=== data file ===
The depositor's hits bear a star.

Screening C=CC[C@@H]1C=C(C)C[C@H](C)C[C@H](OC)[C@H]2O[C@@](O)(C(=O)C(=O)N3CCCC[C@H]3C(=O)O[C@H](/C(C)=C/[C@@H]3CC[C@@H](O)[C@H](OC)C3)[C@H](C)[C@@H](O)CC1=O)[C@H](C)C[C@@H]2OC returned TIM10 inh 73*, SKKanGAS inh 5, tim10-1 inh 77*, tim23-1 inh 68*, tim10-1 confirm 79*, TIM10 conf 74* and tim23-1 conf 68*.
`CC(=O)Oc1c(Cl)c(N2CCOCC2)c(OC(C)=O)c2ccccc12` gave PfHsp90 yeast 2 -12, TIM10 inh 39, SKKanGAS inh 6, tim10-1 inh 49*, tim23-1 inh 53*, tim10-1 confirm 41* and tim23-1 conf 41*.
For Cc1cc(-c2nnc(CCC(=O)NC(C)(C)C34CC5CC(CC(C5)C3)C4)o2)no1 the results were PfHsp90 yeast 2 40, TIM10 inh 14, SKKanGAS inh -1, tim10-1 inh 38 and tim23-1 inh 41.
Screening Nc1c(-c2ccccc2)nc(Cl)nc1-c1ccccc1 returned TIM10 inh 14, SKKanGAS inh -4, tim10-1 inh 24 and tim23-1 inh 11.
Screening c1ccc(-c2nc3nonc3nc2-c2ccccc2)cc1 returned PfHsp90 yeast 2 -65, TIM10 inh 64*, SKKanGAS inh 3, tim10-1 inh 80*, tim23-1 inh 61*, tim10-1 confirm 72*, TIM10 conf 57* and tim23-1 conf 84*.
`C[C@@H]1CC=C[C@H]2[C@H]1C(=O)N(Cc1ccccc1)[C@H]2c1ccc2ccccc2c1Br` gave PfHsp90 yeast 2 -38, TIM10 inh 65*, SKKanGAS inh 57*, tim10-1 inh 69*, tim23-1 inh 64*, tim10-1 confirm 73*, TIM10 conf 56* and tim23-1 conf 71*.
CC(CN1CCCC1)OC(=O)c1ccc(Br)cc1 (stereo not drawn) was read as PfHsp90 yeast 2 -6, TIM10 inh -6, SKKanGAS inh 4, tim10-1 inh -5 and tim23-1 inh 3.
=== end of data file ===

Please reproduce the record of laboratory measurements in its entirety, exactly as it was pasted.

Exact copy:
The depositor's hits bear a star.

Screening C=CC[C@@H]1C=C(C)C[C@H](C)C[C@H](OC)[C@H]2O[C@@](O)(C(=O)C(=O)N3CCCC[C@H]3C(=O)O[C@H](/C(C)=C/[C@@H]3CC[C@@H](O)[C@H](OC)C3)[C@H](C)[C@@H](O)CC1=O)[C@H](C)C[C@@H]2OC returned TIM10 inh 73*, SKKanGAS inh 5, tim10-1 inh 77*, tim23-1 inh 68*, tim10-1 confirm 79*, TIM10 conf 74* and tim23-1 conf 68*.
`CC(=O)Oc1c(Cl)c(N2CCOCC2)c(OC(C)=O)c2ccccc12` gave PfHsp90 yeast 2 -12, TIM10 inh 39, SKKanGAS inh 6, tim10-1 inh 49*, tim23-1 inh 53*, tim10-1 confirm 41* and tim23-1 conf 41*.
For Cc1cc(-c2nnc(CCC(=O)NC(C)(C)C34CC5CC(CC(C5)C3)C4)o2)no1 the results were PfHsp90 yeast 2 40, TIM10 inh 14, SKKanGAS inh -1, tim10-1 inh 38 and tim23-1 inh 41.
Screening Nc1c(-c2ccccc2)nc(Cl)nc1-c1ccccc1 returned TIM10 inh 14, SKKanGAS inh -4, tim10-1 inh 24 and tim23-1 inh 11.
Screening c1ccc(-c2nc3nonc3nc2-c2ccccc2)cc1 returned PfHsp90 yeast 2 -65, TIM10 inh 64*, SKKanGAS inh 3, tim10-1 inh 80*, tim23-1 inh 61*, tim10-1 confirm 72*, TIM10 conf 57* and tim23-1 conf 84*.
`C[C@@H]1CC=C[C@H]2[C@H]1C(=O)N(Cc1ccccc1)[C@H]2c1ccc2ccccc2c1Br` gave PfHsp90 yeast 2 -38, TIM10 inh 65*, SKKanGAS inh 57*, tim10-1 inh 69*, tim23-1 inh 64*, tim10-1 confirm 73*, TIM10 conf 56* and tim23-1 conf 71*.
CC(CN1CCCC1)OC(=O)c1ccc(Br)cc1 (stereo not drawn) was read as PfHsp90 yeast 2 -6, TIM10 inh -6, SKKanGAS inh 4, tim10-1 inh -5 and tim23-1 inh 3.